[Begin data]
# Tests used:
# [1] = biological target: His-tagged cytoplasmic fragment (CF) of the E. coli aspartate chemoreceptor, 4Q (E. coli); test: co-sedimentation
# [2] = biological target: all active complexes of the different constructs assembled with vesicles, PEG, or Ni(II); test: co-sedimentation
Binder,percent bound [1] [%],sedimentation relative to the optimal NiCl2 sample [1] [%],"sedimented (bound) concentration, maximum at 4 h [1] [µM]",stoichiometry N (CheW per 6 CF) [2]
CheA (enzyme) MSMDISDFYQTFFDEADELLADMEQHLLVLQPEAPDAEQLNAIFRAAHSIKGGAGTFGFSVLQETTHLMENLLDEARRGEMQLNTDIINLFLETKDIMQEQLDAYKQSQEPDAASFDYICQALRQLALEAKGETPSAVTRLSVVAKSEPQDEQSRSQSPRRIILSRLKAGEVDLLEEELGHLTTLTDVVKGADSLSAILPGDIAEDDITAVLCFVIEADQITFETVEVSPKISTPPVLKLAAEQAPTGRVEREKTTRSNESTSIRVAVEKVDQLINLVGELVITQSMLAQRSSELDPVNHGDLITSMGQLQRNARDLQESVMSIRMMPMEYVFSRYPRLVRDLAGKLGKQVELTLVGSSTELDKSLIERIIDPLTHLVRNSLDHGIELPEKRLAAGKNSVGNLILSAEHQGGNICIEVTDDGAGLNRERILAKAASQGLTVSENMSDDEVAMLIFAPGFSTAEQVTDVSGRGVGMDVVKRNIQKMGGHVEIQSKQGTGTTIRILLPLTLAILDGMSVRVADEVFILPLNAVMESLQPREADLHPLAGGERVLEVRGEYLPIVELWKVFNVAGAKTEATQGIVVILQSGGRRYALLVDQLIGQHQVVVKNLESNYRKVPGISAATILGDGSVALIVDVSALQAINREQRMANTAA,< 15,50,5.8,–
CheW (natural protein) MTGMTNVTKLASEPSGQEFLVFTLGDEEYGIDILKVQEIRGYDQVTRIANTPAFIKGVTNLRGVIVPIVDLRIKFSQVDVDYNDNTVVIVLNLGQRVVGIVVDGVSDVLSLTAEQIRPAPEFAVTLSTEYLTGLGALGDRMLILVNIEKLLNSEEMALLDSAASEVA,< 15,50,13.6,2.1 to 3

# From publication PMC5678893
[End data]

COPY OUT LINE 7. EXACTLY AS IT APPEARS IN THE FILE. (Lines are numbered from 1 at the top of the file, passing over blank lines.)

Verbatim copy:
# From publication PMC5678893